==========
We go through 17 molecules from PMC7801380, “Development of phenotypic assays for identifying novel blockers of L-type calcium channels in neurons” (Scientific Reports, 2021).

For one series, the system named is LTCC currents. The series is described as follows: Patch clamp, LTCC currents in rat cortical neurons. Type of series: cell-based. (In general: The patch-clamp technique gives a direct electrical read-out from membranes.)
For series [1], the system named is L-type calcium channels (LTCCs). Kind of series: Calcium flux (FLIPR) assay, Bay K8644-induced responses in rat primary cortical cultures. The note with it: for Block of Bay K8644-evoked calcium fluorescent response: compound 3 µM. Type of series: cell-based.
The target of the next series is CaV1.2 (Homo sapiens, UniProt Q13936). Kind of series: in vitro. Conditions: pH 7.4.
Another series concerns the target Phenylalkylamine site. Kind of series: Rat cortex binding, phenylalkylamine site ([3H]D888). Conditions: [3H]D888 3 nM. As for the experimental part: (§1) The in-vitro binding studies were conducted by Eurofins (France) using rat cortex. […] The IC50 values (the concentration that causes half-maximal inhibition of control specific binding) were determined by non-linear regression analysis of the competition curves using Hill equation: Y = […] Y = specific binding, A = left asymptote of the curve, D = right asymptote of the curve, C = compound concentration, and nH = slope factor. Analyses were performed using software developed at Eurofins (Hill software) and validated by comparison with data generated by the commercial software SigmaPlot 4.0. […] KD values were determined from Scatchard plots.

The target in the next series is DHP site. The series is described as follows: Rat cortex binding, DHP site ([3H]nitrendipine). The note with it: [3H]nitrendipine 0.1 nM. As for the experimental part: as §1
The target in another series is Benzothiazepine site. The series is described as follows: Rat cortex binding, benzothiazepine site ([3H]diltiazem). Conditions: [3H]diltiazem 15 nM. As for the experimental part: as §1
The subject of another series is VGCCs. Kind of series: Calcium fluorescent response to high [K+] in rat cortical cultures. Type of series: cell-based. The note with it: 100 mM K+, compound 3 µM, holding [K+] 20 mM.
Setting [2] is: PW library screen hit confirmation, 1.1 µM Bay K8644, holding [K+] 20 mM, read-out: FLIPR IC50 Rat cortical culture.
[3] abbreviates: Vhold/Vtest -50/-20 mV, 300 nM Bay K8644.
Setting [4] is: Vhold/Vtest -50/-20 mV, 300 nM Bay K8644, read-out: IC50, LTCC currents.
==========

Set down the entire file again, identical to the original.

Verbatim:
We go through 17 molecules from PMC7801380, “Development of phenotypic assays for identifying novel blockers of L-type calcium channels in neurons” (Scientific Reports, 2021).

For one series, the system named is LTCC currents. The series is described as follows: Patch clamp, LTCC currents in rat cortical neurons. Type of series: cell-based. (In general: The patch-clamp technique gives a direct electrical read-out from membranes.)
For series [1], the system named is L-type calcium channels (LTCCs). Kind of series: Calcium flux (FLIPR) assay, Bay K8644-induced responses in rat primary cortical cultures. The note with it: for Block of Bay K8644-evoked calcium fluorescent response: compound 3 µM. Type of series: cell-based.
The target of the next series is CaV1.2 (Homo sapiens, UniProt Q13936). Kind of series: in vitro. Conditions: pH 7.4.
Another series concerns the target Phenylalkylamine site. Kind of series: Rat cortex binding, phenylalkylamine site ([3H]D888). Conditions: [3H]D888 3 nM. As for the experimental part: (§1) The in-vitro binding studies were conducted by Eurofins (France) using rat cortex. […] The IC50 values (the concentration that causes half-maximal inhibition of control specific binding) were determined by non-linear regression analysis of the competition curves using Hill equation: Y = […] Y = specific binding, A = left asymptote of the curve, D = right asymptote of the curve, C = compound concentration, and nH = slope factor. Analyses were performed using software developed at Eurofins (Hill software) and validated by comparison with data generated by the commercial software SigmaPlot 4.0. […] KD values were determined from Scatchard plots.

The target in the next series is DHP site. The series is described as follows: Rat cortex binding, DHP site ([3H]nitrendipine). The note with it: [3H]nitrendipine 0.1 nM. As for the experimental part: as §1
The target in another series is Benzothiazepine site. The series is described as follows: Rat cortex binding, benzothiazepine site ([3H]diltiazem). Conditions: [3H]diltiazem 15 nM. As for the experimental part: as §1
The subject of another series is VGCCs. Kind of series: Calcium fluorescent response to high [K+] in rat cortical cultures. Type of series: cell-based. The note with it: 100 mM K+, compound 3 µM, holding [K+] 20 mM.
Setting [2] is: PW library screen hit confirmation, 1.1 µM Bay K8644, holding [K+] 20 mM, read-out: FLIPR IC50 Rat cortical culture.
[3] abbreviates: Vhold/Vtest -50/-20 mV, 300 nM Bay K8644.
Setting [4] is: Vhold/Vtest -50/-20 mV, 300 nM Bay K8644, read-out: IC50, LTCC currents.